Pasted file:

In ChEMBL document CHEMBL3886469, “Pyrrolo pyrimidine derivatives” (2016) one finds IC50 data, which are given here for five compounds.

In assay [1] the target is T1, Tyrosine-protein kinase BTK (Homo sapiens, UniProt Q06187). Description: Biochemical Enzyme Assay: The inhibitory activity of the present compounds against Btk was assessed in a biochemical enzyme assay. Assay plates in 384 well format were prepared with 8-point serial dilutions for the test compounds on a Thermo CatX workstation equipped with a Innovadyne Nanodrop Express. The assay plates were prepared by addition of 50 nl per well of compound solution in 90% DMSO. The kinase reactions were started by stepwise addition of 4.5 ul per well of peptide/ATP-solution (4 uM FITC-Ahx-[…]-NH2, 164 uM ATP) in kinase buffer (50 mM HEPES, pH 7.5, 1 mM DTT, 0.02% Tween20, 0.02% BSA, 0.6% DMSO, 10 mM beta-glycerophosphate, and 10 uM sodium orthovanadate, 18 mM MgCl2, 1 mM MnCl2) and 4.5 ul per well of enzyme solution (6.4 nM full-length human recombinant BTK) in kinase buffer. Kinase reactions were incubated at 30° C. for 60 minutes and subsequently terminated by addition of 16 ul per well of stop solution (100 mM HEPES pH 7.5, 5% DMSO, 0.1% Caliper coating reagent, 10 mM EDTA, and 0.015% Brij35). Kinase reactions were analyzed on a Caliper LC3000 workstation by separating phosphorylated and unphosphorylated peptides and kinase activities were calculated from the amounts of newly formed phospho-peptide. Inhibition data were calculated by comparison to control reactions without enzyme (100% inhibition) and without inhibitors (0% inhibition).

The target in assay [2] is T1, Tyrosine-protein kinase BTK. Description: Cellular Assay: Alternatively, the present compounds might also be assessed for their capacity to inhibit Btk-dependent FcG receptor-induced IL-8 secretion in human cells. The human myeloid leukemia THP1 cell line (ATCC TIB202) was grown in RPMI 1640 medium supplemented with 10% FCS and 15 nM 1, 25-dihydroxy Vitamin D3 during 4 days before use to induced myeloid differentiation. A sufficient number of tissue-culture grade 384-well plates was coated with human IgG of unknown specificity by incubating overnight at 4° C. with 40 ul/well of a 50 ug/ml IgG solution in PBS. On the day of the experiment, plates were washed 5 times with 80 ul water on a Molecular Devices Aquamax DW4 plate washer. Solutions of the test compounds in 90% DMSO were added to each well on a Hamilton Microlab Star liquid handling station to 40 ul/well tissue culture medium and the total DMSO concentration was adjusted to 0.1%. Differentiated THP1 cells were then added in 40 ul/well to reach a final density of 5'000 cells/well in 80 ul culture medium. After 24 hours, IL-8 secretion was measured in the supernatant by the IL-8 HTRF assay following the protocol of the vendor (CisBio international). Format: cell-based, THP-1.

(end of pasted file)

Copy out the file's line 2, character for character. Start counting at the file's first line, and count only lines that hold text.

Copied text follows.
In assay [1] the target is T1, Tyrosine-protein kinase BTK (Homo sapiens, UniProt Q06187). Description: Biochemical Enzyme Assay: The inhibitory activity of the present compounds against Btk was assessed in a biochemical enzyme assay. Assay plates in 384 well format were prepared with 8-point serial dilutions for the test compounds on a Thermo CatX workstation equipped with a Innovadyne Nanodrop Express. The assay plates were prepared by addition of 50 nl per well of compound solution in 90% DMSO. The kinase reactions were started by stepwise addition of 4.5 ul per well of peptide/ATP-solution (4 uM FITC-Ahx-[…]-NH2, 164 uM ATP) in kinase buffer (50 mM HEPES, pH 7.5, 1 mM DTT, 0.02% Tween20, 0.02% BSA, 0.6% DMSO, 10 mM beta-glycerophosphate, and 10 uM sodium orthovanadate, 18 mM MgCl2, 1 mM MnCl2) and 4.5 ul per well of enzyme solution (6.4 nM full-length human recombinant BTK) in kinase buffer. Kinase reactions were incubated at 30° C. for 60 minutes and subsequently terminated by addition of 16 ul per well of stop solution (100 mM HEPES pH 7.5, 5% DMSO, 0.1% Caliper coating reagent, 10 mM EDTA, and 0.015% Brij35). Kinase reactions were analyzed on a Caliper LC3000 workstation by separating phosphorylated and unphosphorylated peptides and kinase activities were calculated from the amounts of newly formed phospho-peptide. Inhibition data were calculated by comparison to control reactions without enzyme (100% inhibition) and without inhibitors (0% inhibition).